Usually in a neck the racius (stem) is fairly consistent in good necks.

01-27-2011, 07:36 PM
Thanks for the input guys. Lots of really good information.

01-29-2011, 08:31 PM
I use both capes and saddles; depends on what I'm tying.

I prefer parachutes to traditional dries and for these I prefer saddles as I can whip off many with a single feather... they seem to be less "stiff" when wrapping the feather around the vertical wing.

For smaller & traditional dries I like capes as barb length is more critical; too big a hackle and the fly rides on it's side or even upside down.

With any piece of feather or fur don't be afraid to take it out of the package and look it over before you buy.

For Elk hair caddis flies I have often looked at 50 or more chunks before I found one with fine "non too hollow" hairs I prefer as it won't "splay" too much.

For hackle feathers Indians are cheap and in my experience not as stiff a fiber but I have used them and caught fish.... you may want to look at them carefully as many have "webbing" between the barbs instead of "clean" barbs.

Many years ago one of our kids went in my fly tying room and left the dog behind... that retriever is now 13 years old and doesn't know how close he came to death... the necks he ate were priceless.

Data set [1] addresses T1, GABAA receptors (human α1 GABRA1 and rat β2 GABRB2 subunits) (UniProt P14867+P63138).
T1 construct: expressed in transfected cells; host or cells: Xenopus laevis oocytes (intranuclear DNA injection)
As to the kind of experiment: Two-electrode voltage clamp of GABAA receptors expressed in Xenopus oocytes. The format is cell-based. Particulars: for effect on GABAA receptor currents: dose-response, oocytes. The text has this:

01-29-2011, 11:32 PM
Having started with lesser saddles I have learned that grade one and two necks provide superior hackles for 12 to 22 and beyond drys. They are more expensive but I seem to get good milage from them. A less expensive option I use is to buy 1/2 necks when I can find them for colors I use less often.


01-26-2012, 03:09 PM
Hey guys I wanted to open this one back up and see if anyone had any experience with whiting capes. I need something in ginger color, and with the feather hair craze just now winding down, most stores still don't have an assortment of saddle colors. I am mainly concerned with getting a pretty high barb count and was curious if the whiting saddles have a higher barb count than other brands. Thanks, Cody.

01-26-2012, 06:00 PM
Hey guys I wanted to open this one back up and see if anyone had any experience with whiting capes. I need something in ginger color, and with the feather hair craze just now winding down, most stores still don't have an assortment of saddle colors. I am mainly concerned with getting a pretty high barb count and was curious if the whiting saddles have a higher barb count than other brands. Thanks, Cody.

No, several good growers Metz ,Conranch and others, I prefer saddles over capes ,stems are not as stiff wrap easier on the hook, good barb count, but I have not ever counted the barbs, I have been very pleased with what I have gotten from other growers , I thought that Whiting was the best until I started to look close at other growers , In the last year I have bought several capes and saddles from other growers have been surprised with their quality and colors .